Brands that inject themselves into political debates are taking a considerable risk. Just ask the Susan G. Komen Foundation, Chick-fil-A, or Papa John’s
That’s not stopping Starbucks and its CEO, Howard Schultz, from making themselves part of the story of the ongoing shutdown of the U.S. government, however. Late last week, the company launched what it calls the Come Together Petition
, which people can sign via its website or Facebook
. More than 187,000 people have signed the petition via Facebook.
Here’s the text of the petition:
To our leaders in Washington, D.C., now’s the time
to come together to:
1. Reopen our government to serve the people.
2. Pay our debts on time to avoid another financial crisis.
3. Pass a bipartisan and comprehensive long-term budget deal by the end of the year.
That’s not a terribly controversial position. An NBC News/Wall Street Journal poll
found that 60 percent of respondents want to fire every member of Congress and start all over. That’s how fed up most people are with Washington gridlock.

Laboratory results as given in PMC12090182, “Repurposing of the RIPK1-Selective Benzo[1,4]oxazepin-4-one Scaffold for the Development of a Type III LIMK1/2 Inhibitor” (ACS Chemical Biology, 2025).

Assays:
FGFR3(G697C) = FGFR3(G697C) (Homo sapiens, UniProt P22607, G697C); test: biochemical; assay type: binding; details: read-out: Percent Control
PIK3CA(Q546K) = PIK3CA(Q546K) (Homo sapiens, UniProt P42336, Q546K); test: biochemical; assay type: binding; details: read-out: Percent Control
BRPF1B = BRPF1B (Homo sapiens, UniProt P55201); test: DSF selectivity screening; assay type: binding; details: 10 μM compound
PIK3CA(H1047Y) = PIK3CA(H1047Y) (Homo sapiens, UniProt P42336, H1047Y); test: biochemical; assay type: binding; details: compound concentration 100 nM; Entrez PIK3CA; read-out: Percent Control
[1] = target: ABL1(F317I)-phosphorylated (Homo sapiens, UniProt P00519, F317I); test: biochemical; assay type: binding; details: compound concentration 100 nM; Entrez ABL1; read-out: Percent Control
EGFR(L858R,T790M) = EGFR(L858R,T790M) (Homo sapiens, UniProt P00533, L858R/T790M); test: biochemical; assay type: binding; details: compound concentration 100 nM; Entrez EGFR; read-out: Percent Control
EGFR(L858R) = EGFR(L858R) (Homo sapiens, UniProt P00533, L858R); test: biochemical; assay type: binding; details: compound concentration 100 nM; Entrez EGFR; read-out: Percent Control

Still, Starbucks doesn’t seem to be afraid to take a stand that stirs controversy. Last month, Schultz asked customers not to bring guns into the company’s stores
anymore, raising the ire of some who had used Starbucks as a rallying place for open-carry campaigns.
The comments on the Facebook post for the Come Together Petition are considerably more benign than the ones posted in response to the request to keep guns out, but there are a number of curious comments about Starbucks’ purported refusal to provide free coffee for U.S. troops.
That’s the price of politics.
[RELATED: Ragan's new distance-learning site houses the most comprehensive video training library for corporate communicators.]
A few companies are finding ways to enter the political fray with a little more humor, though. For example, mobile advertising firm Revolution Messaging has developed a microsite that enables users to drunk-dial random members of Congress
. The site even has drink recipes.